I have a penta-band GSM transciever on a 4-layer board, along with a matched chip antenna. Similar concept to EE.SX/questions/35836/how-do-components-on-a-ground-plane-of-monopole-pcb-antenna-effect-radiation-eff.

First few prototypes placed most discretes on the bottom side, and that worked well. Now I've optimized things and want to put most discretes on the top for DFM assembly.

Question is, even with a top side ground plane, how much trouble is this asking for?

Size is fairly small, 4x3 inches. If no (>\$\frac{\lambda}{10}\$) traces are exposed, is it much of a concern?

How is such a proposition approached? Are there any rules-of-thumb for "exposing" areas of ground plane to minimize RF induction in component leads?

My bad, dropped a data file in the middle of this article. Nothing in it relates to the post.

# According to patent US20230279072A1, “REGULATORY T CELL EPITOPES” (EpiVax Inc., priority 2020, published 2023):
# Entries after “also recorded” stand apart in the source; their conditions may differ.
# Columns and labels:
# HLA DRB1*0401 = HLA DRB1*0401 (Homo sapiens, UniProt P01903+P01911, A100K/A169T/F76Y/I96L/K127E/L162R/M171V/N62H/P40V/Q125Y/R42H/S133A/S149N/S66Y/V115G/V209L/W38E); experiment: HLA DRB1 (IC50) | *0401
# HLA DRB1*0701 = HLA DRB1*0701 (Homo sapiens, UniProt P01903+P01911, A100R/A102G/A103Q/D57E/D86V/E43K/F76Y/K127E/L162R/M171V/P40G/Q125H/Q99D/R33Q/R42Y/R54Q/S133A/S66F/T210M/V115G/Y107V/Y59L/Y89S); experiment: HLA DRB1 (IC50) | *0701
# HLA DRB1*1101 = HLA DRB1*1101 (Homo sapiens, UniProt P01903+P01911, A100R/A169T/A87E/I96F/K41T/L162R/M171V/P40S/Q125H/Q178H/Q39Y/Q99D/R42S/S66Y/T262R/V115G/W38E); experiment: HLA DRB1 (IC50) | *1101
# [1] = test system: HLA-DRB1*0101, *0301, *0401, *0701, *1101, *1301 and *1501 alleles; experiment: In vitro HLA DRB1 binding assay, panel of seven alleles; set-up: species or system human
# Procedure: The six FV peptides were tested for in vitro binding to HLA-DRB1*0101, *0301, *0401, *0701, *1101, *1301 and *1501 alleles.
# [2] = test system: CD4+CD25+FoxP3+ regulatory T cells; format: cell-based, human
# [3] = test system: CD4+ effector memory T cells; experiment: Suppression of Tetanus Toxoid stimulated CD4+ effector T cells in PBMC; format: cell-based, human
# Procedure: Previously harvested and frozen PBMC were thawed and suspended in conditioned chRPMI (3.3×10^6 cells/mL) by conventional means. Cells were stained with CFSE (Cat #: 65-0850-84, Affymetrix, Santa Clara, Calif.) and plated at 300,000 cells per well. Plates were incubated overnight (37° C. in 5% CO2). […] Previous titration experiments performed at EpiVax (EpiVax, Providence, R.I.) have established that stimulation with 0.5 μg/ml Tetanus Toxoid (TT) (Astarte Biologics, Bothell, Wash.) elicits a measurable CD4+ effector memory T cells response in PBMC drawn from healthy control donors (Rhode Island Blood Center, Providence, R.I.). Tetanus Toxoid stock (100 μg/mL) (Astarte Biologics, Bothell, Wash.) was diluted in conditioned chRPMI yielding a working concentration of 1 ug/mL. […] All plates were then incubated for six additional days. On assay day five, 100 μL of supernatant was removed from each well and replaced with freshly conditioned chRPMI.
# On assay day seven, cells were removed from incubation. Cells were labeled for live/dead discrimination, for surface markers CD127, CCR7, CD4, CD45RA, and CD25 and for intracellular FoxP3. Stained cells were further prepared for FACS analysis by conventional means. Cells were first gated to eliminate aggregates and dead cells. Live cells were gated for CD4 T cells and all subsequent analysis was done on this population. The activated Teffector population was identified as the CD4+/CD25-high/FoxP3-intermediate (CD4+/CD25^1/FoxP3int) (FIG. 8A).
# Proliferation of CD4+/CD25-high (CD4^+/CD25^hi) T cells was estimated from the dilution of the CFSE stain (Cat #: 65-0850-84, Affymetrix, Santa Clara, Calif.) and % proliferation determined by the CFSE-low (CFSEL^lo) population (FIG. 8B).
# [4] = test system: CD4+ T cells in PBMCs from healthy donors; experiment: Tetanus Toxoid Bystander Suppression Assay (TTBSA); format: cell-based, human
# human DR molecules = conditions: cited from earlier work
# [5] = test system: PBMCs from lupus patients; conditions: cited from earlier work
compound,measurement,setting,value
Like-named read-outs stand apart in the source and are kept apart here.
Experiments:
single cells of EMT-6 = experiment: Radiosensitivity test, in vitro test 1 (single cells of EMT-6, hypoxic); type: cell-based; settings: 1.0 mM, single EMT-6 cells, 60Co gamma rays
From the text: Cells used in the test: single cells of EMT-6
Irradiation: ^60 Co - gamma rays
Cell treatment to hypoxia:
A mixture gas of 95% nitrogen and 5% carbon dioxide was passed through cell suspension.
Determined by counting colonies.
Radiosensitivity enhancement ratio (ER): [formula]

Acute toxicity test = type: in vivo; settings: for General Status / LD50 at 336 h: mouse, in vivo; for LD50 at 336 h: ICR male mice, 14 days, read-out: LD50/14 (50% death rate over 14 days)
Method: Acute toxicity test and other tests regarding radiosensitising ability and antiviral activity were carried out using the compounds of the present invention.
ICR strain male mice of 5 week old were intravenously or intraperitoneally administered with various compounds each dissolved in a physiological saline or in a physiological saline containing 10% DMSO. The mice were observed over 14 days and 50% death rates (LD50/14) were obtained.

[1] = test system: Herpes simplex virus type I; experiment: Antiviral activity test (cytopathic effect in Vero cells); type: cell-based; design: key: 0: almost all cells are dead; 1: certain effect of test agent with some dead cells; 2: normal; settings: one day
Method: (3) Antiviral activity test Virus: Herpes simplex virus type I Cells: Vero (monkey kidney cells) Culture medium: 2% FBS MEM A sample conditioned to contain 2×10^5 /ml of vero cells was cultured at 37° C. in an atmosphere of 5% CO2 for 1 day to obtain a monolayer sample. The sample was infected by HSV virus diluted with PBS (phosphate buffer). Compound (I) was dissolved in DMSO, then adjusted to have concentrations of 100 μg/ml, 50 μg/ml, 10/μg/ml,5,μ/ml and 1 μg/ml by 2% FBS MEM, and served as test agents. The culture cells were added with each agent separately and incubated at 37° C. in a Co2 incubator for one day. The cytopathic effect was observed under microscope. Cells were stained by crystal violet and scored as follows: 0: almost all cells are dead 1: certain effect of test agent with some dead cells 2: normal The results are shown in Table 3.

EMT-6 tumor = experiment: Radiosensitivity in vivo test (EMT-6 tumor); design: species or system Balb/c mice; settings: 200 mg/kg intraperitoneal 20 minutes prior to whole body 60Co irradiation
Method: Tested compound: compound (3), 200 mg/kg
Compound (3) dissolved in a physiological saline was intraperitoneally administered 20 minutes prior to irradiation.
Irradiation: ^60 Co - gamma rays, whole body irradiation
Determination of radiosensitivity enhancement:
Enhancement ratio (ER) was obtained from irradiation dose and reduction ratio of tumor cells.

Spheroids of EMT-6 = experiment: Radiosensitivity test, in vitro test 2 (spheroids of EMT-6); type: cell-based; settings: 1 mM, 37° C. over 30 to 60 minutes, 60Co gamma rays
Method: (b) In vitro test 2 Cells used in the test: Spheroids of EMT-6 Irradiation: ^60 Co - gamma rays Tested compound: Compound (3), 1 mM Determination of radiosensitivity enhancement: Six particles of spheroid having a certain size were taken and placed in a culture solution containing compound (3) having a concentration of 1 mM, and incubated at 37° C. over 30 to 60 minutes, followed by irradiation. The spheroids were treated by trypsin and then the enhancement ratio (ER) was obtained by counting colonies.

Or grouping / separating to avoid critical lengths?

How about a vertical metal shield strip or fence, the same height as the chip antenna, soldered into the PCB some distance away?

Would that eliminate EMI concerns beyond the strip?

  • \$\begingroup\$ I've watched videos like this one - Circuit Board Layout for EMC: Example 3 which are helpful, but do not answer questions on design with intentional RF radiators. \$\endgroup\$
    – rdtsc
    Feb 11 '16 at 13:19

With EMI\EMC it is more of an art. Your entire design would have to be considered. A rule I use is, EMI will take the lowest inductance pathway to return to ground. Increase the inductance and the radiation will be attenuated.

If price isn't a consideration and you know it's a problem, put a shield on the part of the PCB you are worried about. There is a book that is a great reference and it has an entire chapter on shields and a section (6.16) on board level shields and a small bit on fences. You could always try a shield or a fence, but it will take some experimentation. It can be wise to devise several options that you can use to mitigate noise, test them out and see what works.


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